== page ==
NeuroKinetic Therapy™ is based on the premise that when an injury has occurred, certain muscles shut down or become inhibited, forcing other muscles to become overworked. By applying light pressure that the client then resists, the practitioner can evaluate the strength or weakness of each muscle, revealing the sources of injury and retraining the client’s body to remove the compensation patterns.
A good example is a baby learning to stand. Each time the baby tries to stand and falls the motor control center stores the successful aspects of each attempt. When that program contains enough successful information the baby is finally able to stand. Conversely, a dysfunctional movement program can be created by injury. For example, in a whiplash, the posterior neck muscles become very tight and painful. No matter how much they are manipulated or stretched they stubbornly remain that way. Why? Because the anterior neck muscles are weak and inhibited Loosening the posterior neck muscles followed by strengthening the anterior neck muscles will reprogram the motor control center. How do we know that the anterior neck muscles are weak or inhibited? Manual muscle testing is employed to assess whether or not a muscle is strong/ facilitated or weak/inhibited. When a muscle tests weak the motor control center perceives this as a failure and is opened to new learning. This presents an opportunity to use the NeuroKinetic Therapy™ protocol of test-release-retest to reprogram the motor control center. Correcting these dysfunctional movement patterns is an essential component of rehabilitative therapy.”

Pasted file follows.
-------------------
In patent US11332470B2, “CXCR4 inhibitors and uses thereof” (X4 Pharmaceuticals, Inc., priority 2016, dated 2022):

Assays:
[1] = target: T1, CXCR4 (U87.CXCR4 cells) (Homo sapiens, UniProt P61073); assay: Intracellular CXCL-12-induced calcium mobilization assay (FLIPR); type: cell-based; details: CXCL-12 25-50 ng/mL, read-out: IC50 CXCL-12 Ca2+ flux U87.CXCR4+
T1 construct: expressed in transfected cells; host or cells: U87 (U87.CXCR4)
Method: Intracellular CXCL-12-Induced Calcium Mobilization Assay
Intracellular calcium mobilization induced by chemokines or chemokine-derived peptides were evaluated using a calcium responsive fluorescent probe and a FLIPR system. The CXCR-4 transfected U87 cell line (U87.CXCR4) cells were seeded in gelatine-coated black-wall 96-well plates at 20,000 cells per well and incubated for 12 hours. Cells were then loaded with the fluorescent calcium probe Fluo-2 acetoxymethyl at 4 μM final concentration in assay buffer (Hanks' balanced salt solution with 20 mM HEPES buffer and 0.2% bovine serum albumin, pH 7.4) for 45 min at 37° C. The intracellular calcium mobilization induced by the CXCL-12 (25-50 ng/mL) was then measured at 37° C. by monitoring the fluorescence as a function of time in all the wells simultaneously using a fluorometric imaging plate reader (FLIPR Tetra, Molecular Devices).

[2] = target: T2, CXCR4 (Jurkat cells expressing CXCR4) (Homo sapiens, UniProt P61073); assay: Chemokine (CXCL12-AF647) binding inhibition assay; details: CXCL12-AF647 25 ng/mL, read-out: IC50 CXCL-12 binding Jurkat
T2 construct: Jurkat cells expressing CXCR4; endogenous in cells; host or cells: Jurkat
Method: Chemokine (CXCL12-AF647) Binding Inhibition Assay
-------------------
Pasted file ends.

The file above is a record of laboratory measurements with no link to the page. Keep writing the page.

– David Weinstock
Danielle is a Certified NKT™ Practitioner